Power of the passport


SINGAPORE, 12 July 2018: Singapore and Japan share first place in the latest Henley Passport Index, that ranks passport power on the number of countries offering visa-free or visa-on-arrival entry.

Both nationalities have access to 189 destinations through visa-free or visa-on-arrival facilitation.

They both gained access to Uzbekistan, earlier this year, knocking Germany off the top spot into second place for the first time since 2013.

2018 is the first year in the index’s 13-year history that either Singapore, or Japan, ranked as the most powerful passport in the world.

The rest of the top 20 on the Henley Passport Index, which is based on exclusive data from the International Air Transport Association (IATA), remains fairly stable as the northern hemisphere enters the big summer holiday season, with no new visa-waivers processed for the UK and the US. They share 4th place.

Nationals of these countries, like nationals of most EU member states, have not seen any improvement in their global access since 2017.

Countries in Southeast Asia have remained stable on the 2018 Henley Passport Index. Within Southeast Asia, Malaysia shares the 9th spot on the index with two other countries and is the second-highest-ranked country in the region, offering its passport holders visa-free travel to 180 destinations. Brunei ranks in 18th place, with visa-free access to 165 destinations.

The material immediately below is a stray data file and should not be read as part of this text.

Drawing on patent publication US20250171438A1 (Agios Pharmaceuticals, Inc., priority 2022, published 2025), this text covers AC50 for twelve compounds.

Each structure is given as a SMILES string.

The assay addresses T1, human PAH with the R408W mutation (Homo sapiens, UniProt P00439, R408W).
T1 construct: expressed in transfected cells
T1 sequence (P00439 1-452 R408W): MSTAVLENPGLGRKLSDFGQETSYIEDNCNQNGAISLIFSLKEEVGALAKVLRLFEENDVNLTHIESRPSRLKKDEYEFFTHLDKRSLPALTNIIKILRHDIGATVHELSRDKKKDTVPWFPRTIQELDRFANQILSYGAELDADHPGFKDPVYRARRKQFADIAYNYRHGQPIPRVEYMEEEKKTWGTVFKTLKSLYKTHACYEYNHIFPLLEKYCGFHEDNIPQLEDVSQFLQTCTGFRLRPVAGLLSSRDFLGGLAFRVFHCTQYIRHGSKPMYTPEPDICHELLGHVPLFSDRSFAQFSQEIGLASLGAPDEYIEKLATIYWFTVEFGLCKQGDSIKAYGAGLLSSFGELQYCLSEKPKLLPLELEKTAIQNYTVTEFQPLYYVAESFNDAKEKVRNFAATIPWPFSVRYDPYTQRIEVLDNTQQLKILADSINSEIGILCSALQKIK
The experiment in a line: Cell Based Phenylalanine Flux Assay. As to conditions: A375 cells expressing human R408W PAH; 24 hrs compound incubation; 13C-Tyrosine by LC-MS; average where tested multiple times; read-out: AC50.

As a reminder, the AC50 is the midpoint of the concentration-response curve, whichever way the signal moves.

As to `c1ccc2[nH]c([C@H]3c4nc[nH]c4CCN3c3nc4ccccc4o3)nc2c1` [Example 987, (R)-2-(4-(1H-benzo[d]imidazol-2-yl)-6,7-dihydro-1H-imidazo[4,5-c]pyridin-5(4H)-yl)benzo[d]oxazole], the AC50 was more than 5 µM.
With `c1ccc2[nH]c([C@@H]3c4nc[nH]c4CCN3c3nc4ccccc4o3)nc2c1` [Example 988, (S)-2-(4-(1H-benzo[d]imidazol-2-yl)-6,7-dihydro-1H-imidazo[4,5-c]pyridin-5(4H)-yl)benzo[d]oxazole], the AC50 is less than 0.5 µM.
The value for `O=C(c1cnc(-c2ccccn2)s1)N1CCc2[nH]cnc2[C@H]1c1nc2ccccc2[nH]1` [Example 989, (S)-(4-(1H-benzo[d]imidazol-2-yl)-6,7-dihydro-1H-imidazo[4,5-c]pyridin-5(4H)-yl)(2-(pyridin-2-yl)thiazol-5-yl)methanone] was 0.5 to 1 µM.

Indonesia recently gained visa-free access to Brazil and is the only Southeast Asian nation to improve its score since Q2, but sitting in 69th place globally.

It still lags behind its regional neighbours Singapore, Malaysia, and Brunei.

Global highlights

South Korea shares third place with six EU member states: Sweden, Finland, Italy, Spain, Denmark, and France.

Fourth place is shared by Austria, Luxembourg, the Netherlands, Portugal, the US and the UK.

Russia, which opened its borders to World Cup fans this summer, has not yet gained reciprocal access to any new destinations, but it rose one place to 46th position, benefitting from an upward climb by the Pacific island-nation of Tuvalu, which gained visa-free access to Taiwan.

The UAE continued to gain access to four new destinations since May, rising to 21st place globally on the Henley Passport Index and fast approaching the top 20.

Despite gaining access to two new destinations, China has fallen one place to 69th on the index. Improved scores for countries such as Nauru, Belarus, and Indonesia, which sit directly above China, have made it difficult for the country to ascend the ranking.

Henley & Partners Singapore and Southeast Asia managing partner, Dominic Volek, said: “The Henley Passport Index allows individuals to assess where they lie on the spectrum of global mobility, while enabling governments to understand the relative value and power of the passports they provide.”